How are erosion and deposition by a stream related?

1 Answer

Erosion occurs when flowing water abrades and carries away soil and rock particles. When the current slows, the bigger particles fall out of suspension and deposit a layer of sediment on the bottom.


Many small brooks join together into a creek and then into a bigger stream. Many streams may flow into a rivulet or a river. Depending on the amount of water available, the stream can grow bigger or lose water through side-seepage and evaporation.

The slope of the ground affects the speed of flow of water because a steep slope and the attraction of gravity makes the water flow faster than a more flattened slope. Any depressions or ruts with steeper slopes makes the water collect in channels that gradually combine into larger and deeper streams.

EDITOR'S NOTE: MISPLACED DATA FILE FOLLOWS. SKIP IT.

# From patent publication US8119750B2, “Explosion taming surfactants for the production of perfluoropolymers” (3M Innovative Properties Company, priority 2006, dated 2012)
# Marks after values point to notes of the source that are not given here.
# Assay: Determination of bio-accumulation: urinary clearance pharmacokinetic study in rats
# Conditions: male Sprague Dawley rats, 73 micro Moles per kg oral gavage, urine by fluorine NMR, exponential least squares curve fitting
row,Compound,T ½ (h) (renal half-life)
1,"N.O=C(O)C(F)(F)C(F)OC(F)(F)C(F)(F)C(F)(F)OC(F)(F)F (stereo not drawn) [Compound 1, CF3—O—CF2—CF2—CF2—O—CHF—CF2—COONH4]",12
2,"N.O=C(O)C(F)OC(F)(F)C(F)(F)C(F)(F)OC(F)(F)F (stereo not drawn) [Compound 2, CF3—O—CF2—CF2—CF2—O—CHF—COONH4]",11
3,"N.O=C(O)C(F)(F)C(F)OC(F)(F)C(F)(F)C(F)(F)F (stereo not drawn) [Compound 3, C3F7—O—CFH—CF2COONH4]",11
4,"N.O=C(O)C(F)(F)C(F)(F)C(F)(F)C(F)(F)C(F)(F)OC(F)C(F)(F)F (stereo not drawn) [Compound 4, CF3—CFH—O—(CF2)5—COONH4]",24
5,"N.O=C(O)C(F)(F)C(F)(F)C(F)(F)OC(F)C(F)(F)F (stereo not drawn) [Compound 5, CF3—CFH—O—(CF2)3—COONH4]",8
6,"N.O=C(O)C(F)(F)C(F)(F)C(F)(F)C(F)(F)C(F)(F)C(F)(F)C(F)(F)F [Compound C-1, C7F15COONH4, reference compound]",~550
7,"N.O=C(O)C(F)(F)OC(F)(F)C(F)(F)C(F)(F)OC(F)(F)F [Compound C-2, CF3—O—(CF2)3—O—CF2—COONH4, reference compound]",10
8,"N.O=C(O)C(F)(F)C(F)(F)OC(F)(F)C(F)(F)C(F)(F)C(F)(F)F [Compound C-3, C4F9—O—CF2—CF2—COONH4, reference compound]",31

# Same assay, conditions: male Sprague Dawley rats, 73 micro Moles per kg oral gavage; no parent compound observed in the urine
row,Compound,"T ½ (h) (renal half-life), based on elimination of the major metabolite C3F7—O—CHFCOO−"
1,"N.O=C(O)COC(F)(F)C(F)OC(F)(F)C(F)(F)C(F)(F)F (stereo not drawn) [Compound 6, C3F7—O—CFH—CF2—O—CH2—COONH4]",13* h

Large or sudden water flows erode and carry away soil and rock particles (called sediments). Very strong river currents can carry away boulders and cobbles while weaker currents can carry away only smaller particles like pebbles, granules, and sand grains. The bigger particles get stuck in the river bed when the current can't move them anymore.

Weak currents can't keep grains and mud suspended so these drop down to the river bottom and form a layer of sediment. Silt and clay, the smallest particles, remain suspended in the water so they are carried onward for very long distances even as far as the mouth of the river or out to sea.

If a river carrying a large load of sediment suddenly reaches a flat slope, it eventually slows down and drops most of the sediment on the river bottom. This makes the river shallower at that point and the deposited sediment can become very thick. When the river reaches flat land, it might overflow its banks on one side or the other and deposit piles of sediments called levees.

Eventually, the river could get blocked by a natural or artificial dam which will stop the flow temporarily until it can overflow once more. Some rivers flow out into very flat land and forms a swamp, a marsh, or a delta (if formed near the mouth of the river). A few rivers in a hot climate lose so much water from evaporation that the stream stops flowing and is chopped up into small ponds on a drying riverbed.